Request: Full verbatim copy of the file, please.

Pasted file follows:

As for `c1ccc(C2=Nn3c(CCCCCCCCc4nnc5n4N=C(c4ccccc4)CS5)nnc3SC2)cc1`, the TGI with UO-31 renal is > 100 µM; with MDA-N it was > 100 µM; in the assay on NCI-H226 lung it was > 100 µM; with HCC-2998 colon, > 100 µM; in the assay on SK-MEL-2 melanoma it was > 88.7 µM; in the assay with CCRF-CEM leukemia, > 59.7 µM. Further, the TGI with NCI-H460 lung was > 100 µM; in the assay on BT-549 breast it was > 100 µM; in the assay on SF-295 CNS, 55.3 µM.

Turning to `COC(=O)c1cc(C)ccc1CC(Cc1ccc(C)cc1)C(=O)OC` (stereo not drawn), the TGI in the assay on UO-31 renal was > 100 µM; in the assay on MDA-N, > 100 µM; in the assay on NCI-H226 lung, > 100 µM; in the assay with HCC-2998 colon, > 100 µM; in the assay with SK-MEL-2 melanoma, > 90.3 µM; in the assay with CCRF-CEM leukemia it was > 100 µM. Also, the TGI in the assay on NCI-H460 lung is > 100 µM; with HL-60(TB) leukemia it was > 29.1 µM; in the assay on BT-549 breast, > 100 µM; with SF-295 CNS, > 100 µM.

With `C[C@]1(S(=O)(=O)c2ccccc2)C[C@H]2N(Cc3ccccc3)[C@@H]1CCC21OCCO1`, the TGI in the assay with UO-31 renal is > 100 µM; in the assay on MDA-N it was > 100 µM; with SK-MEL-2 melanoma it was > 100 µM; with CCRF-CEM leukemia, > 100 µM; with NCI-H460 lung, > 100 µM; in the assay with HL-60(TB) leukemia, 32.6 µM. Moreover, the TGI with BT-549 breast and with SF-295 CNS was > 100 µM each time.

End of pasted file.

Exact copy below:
As for `c1ccc(C2=Nn3c(CCCCCCCCc4nnc5n4N=C(c4ccccc4)CS5)nnc3SC2)cc1`, the TGI with UO-31 renal is > 100 µM; with MDA-N it was > 100 µM; in the assay on NCI-H226 lung it was > 100 µM; with HCC-2998 colon, > 100 µM; in the assay on SK-MEL-2 melanoma it was > 88.7 µM; in the assay with CCRF-CEM leukemia, > 59.7 µM. Further, the TGI with NCI-H460 lung was > 100 µM; in the assay on BT-549 breast it was > 100 µM; in the assay on SF-295 CNS, 55.3 µM.

Turning to `COC(=O)c1cc(C)ccc1CC(Cc1ccc(C)cc1)C(=O)OC` (stereo not drawn), the TGI in the assay on UO-31 renal was > 100 µM; in the assay on MDA-N, > 100 µM; in the assay on NCI-H226 lung, > 100 µM; in the assay with HCC-2998 colon, > 100 µM; in the assay with SK-MEL-2 melanoma, > 90.3 µM; in the assay with CCRF-CEM leukemia it was > 100 µM. Also, the TGI in the assay on NCI-H460 lung is > 100 µM; with HL-60(TB) leukemia it was > 29.1 µM; in the assay on BT-549 breast, > 100 µM; with SF-295 CNS, > 100 µM.

With `C[C@]1(S(=O)(=O)c2ccccc2)C[C@H]2N(Cc3ccccc3)[C@@H]1CCC21OCCO1`, the TGI in the assay with UO-31 renal is > 100 µM; in the assay on MDA-N it was > 100 µM; with SK-MEL-2 melanoma it was > 100 µM; with CCRF-CEM leukemia, > 100 µM; with NCI-H460 lung, > 100 µM; in the assay with HL-60(TB) leukemia, 32.6 µM. Moreover, the TGI with BT-549 breast and with SF-295 CNS was > 100 µM each time.